Young teenage girls and unhappiness, No. 2

I recently posted a piece on working mothers and unhappy children. Here are some further facts, published by The Guardian:

A study of data from 674 GP practices across the UK has found that instances of girls aged 13-16 self-harming rose 68% in just three years. The figures, which chime with separate NHS data, also revealed it to be more common in deprived areas. Youngsters who self-harmed were found to be about 17 times more likely to die from suicide, and 34 times more likely to die from acute alcohol or drug poisoning. (The Guardian)

A whole collection of things can account for this shocking trend: poverty, lousy schools, overworked and stressed out mothers, divorce, the dismal influence of Facebook and the “ popularity race”, the sexualisation of young girls and bad upbringing that fails to imbue young teenage men with respect for the opposite sex, the constant publicity about joblessness of young people and the consequent despair of those unable to access higher education……well, be my guest and add your favourite reasons. Whichever you prioritise, the sitution is grim. Does the whole capitalist, neo-liberlal system share the blame? In any event, this all looks reminiscent of situation of the working classes in 19th Century Britain. We should be ashamed.

  • Carmen

    “[B] be my guest and add your favourite reasons.”

    My preferred reasons for explaining this tragedy were probably reported in some RAND study. (Not true, of course, RAND economic modeling notoriously promoted theories which could be numerically quantified and minimized empirically-based hypotheses.) If such a study did exist, though, it would start with my scientifically observed evidence: raising a human child requires 10.5 responsible, loving, and present adults with at least moderate common sense.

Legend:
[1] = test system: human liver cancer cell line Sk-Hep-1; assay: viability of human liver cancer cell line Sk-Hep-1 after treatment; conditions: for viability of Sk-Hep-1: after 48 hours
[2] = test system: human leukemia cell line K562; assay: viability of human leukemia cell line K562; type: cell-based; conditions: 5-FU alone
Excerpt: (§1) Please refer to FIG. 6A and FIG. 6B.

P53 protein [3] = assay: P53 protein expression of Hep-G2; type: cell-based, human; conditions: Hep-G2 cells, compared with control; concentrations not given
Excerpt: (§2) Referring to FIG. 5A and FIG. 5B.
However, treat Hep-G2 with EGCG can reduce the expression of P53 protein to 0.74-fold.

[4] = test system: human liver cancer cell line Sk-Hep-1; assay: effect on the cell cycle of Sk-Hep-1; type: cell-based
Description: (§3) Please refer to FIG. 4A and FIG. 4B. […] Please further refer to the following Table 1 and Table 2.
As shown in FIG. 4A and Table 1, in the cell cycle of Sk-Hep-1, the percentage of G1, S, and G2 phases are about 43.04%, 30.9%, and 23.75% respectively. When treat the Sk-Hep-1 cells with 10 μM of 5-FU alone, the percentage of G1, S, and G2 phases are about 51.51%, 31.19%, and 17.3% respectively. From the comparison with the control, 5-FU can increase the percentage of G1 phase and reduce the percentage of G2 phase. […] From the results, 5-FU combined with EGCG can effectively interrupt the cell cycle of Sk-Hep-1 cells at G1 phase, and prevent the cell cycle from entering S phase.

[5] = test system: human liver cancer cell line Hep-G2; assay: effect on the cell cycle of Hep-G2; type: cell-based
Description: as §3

That means that the core he question becomes: what factors destroy communities? what factors shred the existence of the nuclear and extended families who historically provided them? Probably the reasons you cite above.

    Historically, the best context for the 10.5-to-1 ratio to operate has been a combination of an extended family functioning within a healthy community, be it town, village, or neighborhood. It’s made up of individuals cooperating to help raise the next generation.

    Stay-at-home mother? or stay-at-home father? That is not the most crucial question. The issue of whether the 10.5 human beings nurturing the young are the mother or father or some mix of both, siblings, grandparents, close neighbors or whatever, is secondary to the grouping that’s in a position to help nurture the young to adulthood.

    If a person is totally atomized by a combination of economic factors (lacking jobs, food, shelter) and, above all, lacking social bonding (loving people getting us through life) what chance does he or she have?